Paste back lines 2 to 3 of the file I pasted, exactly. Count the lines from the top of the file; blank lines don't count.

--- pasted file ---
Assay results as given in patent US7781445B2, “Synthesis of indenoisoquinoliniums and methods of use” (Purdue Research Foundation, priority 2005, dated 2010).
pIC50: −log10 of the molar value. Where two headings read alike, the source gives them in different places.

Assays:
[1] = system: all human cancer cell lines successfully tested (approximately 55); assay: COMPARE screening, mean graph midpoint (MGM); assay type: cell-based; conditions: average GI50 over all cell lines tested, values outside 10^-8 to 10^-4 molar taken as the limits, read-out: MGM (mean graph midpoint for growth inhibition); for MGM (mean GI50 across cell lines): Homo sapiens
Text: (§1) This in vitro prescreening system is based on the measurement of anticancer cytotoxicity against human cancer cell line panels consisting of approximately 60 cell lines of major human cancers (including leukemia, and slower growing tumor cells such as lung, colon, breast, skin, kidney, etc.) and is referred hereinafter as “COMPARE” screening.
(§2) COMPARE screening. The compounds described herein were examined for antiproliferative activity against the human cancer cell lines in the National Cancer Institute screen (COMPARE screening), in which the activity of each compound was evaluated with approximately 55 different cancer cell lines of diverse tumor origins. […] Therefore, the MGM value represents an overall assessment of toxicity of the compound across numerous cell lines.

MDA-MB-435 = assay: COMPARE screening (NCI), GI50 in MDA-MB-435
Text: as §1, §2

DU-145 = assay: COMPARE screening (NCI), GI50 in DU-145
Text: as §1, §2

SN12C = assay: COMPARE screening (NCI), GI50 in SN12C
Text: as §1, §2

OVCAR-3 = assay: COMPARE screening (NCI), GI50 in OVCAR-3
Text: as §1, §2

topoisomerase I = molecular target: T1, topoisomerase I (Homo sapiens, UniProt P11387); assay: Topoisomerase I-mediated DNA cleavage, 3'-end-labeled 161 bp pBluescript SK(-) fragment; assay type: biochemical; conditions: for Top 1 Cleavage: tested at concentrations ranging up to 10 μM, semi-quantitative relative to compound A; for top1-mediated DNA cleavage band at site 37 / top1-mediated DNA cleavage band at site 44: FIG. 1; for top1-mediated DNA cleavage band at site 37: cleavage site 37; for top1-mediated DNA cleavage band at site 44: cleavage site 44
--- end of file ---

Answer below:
pIC50: −log10 of the molar value. Where two headings read alike, the source gives them in different places.

Assays: